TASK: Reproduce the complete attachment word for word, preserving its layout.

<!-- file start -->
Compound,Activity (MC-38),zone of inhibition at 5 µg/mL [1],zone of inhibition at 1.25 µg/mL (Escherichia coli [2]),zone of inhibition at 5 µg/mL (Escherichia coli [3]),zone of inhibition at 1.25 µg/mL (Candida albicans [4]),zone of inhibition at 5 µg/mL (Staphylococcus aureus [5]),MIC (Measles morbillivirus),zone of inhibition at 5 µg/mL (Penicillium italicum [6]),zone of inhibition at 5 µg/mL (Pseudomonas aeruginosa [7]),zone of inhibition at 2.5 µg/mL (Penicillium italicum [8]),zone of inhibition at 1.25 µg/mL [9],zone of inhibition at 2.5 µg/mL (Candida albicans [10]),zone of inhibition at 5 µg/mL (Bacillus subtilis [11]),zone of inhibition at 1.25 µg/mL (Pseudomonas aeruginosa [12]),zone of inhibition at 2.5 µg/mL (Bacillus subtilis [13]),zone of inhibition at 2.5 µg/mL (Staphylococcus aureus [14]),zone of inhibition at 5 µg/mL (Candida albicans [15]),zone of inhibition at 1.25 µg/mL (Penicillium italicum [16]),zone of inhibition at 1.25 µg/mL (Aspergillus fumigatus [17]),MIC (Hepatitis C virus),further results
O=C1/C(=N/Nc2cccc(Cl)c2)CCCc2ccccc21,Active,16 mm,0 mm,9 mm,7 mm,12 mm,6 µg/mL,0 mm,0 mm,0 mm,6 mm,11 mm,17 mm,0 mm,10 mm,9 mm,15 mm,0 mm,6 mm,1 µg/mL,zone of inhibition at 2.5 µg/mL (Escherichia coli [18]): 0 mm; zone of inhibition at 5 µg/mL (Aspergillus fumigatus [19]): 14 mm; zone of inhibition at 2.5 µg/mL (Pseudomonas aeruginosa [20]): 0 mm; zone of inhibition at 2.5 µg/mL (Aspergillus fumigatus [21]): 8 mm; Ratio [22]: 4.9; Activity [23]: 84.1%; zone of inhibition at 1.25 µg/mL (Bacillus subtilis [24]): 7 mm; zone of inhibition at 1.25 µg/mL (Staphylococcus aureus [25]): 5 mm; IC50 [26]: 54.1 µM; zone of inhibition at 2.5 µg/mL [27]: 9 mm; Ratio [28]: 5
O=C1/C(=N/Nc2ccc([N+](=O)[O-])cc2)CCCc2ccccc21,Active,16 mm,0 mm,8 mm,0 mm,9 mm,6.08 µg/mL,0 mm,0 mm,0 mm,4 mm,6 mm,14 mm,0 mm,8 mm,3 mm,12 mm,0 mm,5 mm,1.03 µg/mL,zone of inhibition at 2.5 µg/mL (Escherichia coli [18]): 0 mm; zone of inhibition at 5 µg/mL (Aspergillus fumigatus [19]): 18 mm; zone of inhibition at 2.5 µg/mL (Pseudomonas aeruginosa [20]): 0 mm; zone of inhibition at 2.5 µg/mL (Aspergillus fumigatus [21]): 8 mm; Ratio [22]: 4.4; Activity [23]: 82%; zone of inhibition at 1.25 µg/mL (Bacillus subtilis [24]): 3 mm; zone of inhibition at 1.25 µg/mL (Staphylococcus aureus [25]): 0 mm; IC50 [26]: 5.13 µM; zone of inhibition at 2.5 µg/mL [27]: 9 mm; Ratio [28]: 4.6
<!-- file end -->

Compound,Activity (MC-38),zone of inhibition at 5 µg/mL [1],zone of inhibition at 1.25 µg/mL (Escherichia coli [2]),zone of inhibition at 5 µg/mL (Escherichia coli [3]),zone of inhibition at 1.25 µg/mL (Candida albicans [4]),zone of inhibition at 5 µg/mL (Staphylococcus aureus [5]),MIC (Measles morbillivirus),zone of inhibition at 5 µg/mL (Penicillium italicum [6]),zone of inhibition at 5 µg/mL (Pseudomonas aeruginosa [7]),zone of inhibition at 2.5 µg/mL (Penicillium italicum [8]),zone of inhibition at 1.25 µg/mL [9],zone of inhibition at 2.5 µg/mL (Candida albicans [10]),zone of inhibition at 5 µg/mL (Bacillus subtilis [11]),zone of inhibition at 1.25 µg/mL (Pseudomonas aeruginosa [12]),zone of inhibition at 2.5 µg/mL (Bacillus subtilis [13]),zone of inhibition at 2.5 µg/mL (Staphylococcus aureus [14]),zone of inhibition at 5 µg/mL (Candida albicans [15]),zone of inhibition at 1.25 µg/mL (Penicillium italicum [16]),zone of inhibition at 1.25 µg/mL (Aspergillus fumigatus [17]),MIC (Hepatitis C virus),further results
O=C1/C(=N/Nc2cccc(Cl)c2)CCCc2ccccc21,Active,16 mm,0 mm,9 mm,7 mm,12 mm,6 µg/mL,0 mm,0 mm,0 mm,6 mm,11 mm,17 mm,0 mm,10 mm,9 mm,15 mm,0 mm,6 mm,1 µg/mL,zone of inhibition at 2.5 µg/mL (Escherichia coli [18]): 0 mm; zone of inhibition at 5 µg/mL (Aspergillus fumigatus [19]): 14 mm; zone of inhibition at 2.5 µg/mL (Pseudomonas aeruginosa [20]): 0 mm; zone of inhibition at 2.5 µg/mL (Aspergillus fumigatus [21]): 8 mm; Ratio [22]: 4.9; Activity [23]: 84.1%; zone of inhibition at 1.25 µg/mL (Bacillus subtilis [24]): 7 mm; zone of inhibition at 1.25 µg/mL (Staphylococcus aureus [25]): 5 mm; IC50 [26]: 54.1 µM; zone of inhibition at 2.5 µg/mL [27]: 9 mm; Ratio [28]: 5
O=C1/C(=N/Nc2ccc([N+](=O)[O-])cc2)CCCc2ccccc21,Active,16 mm,0 mm,8 mm,0 mm,9 mm,6.08 µg/mL,0 mm,0 mm,0 mm,4 mm,6 mm,14 mm,0 mm,8 mm,3 mm,12 mm,0 mm,5 mm,1.03 µg/mL,zone of inhibition at 2.5 µg/mL (Escherichia coli [18]): 0 mm; zone of inhibition at 5 µg/mL (Aspergillus fumigatus [19]): 18 mm; zone of inhibition at 2.5 µg/mL (Pseudomonas aeruginosa [20]): 0 mm; zone of inhibition at 2.5 µg/mL (Aspergillus fumigatus [21]): 8 mm; Ratio [22]: 4.4; Activity [23]: 82%; zone of inhibition at 1.25 µg/mL (Bacillus subtilis [24]): 3 mm; zone of inhibition at 1.25 µg/mL (Staphylococcus aureus [25]): 0 mm; IC50 [26]: 5.13 µM; zone of inhibition at 2.5 µg/mL [27]: 9 mm; Ratio [28]: 4.6